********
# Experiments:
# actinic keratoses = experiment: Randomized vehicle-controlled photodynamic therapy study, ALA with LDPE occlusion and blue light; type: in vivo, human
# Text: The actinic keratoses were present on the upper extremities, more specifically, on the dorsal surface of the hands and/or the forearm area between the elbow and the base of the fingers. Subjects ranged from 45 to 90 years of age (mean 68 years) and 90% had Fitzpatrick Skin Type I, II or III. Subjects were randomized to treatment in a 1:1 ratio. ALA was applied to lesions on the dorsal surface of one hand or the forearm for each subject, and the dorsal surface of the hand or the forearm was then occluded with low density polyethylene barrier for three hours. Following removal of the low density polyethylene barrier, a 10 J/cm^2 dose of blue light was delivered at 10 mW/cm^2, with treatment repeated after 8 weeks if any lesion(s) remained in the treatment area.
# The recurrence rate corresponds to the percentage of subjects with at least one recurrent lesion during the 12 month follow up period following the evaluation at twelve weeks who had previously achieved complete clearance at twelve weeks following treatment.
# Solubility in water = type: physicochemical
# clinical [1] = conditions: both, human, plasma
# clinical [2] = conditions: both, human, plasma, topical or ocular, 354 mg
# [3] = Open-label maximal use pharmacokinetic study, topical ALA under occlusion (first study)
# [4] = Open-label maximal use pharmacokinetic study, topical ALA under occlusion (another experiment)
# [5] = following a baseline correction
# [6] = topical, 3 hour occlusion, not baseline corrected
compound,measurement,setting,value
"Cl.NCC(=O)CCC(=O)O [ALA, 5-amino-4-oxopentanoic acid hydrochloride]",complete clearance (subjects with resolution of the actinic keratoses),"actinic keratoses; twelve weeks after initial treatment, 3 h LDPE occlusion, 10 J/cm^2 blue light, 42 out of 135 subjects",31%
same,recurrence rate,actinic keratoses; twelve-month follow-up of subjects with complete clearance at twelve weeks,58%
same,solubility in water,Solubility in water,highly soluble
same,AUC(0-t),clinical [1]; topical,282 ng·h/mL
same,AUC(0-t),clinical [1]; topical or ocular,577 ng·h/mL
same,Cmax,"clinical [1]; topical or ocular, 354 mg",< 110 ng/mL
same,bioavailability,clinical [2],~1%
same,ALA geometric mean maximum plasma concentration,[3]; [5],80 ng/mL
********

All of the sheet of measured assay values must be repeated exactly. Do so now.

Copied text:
# Experiments:
# actinic keratoses = experiment: Randomized vehicle-controlled photodynamic therapy study, ALA with LDPE occlusion and blue light; type: in vivo, human
# Text: The actinic keratoses were present on the upper extremities, more specifically, on the dorsal surface of the hands and/or the forearm area between the elbow and the base of the fingers. Subjects ranged from 45 to 90 years of age (mean 68 years) and 90% had Fitzpatrick Skin Type I, II or III. Subjects were randomized to treatment in a 1:1 ratio. ALA was applied to lesions on the dorsal surface of one hand or the forearm for each subject, and the dorsal surface of the hand or the forearm was then occluded with low density polyethylene barrier for three hours. Following removal of the low density polyethylene barrier, a 10 J/cm^2 dose of blue light was delivered at 10 mW/cm^2, with treatment repeated after 8 weeks if any lesion(s) remained in the treatment area.
# The recurrence rate corresponds to the percentage of subjects with at least one recurrent lesion during the 12 month follow up period following the evaluation at twelve weeks who had previously achieved complete clearance at twelve weeks following treatment.
# Solubility in water = type: physicochemical
# clinical [1] = conditions: both, human, plasma
# clinical [2] = conditions: both, human, plasma, topical or ocular, 354 mg
# [3] = Open-label maximal use pharmacokinetic study, topical ALA under occlusion (first study)
# [4] = Open-label maximal use pharmacokinetic study, topical ALA under occlusion (another experiment)
# [5] = following a baseline correction
# [6] = topical, 3 hour occlusion, not baseline corrected
compound,measurement,setting,value
"Cl.NCC(=O)CCC(=O)O [ALA, 5-amino-4-oxopentanoic acid hydrochloride]",complete clearance (subjects with resolution of the actinic keratoses),"actinic keratoses; twelve weeks after initial treatment, 3 h LDPE occlusion, 10 J/cm^2 blue light, 42 out of 135 subjects",31%
same,recurrence rate,actinic keratoses; twelve-month follow-up of subjects with complete clearance at twelve weeks,58%
same,solubility in water,Solubility in water,highly soluble
same,AUC(0-t),clinical [1]; topical,282 ng·h/mL
same,AUC(0-t),clinical [1]; topical or ocular,577 ng·h/mL
same,Cmax,"clinical [1]; topical or ocular, 354 mg",< 110 ng/mL
same,bioavailability,clinical [2],~1%
same,ALA geometric mean maximum plasma concentration,[3]; [5],80 ng/mL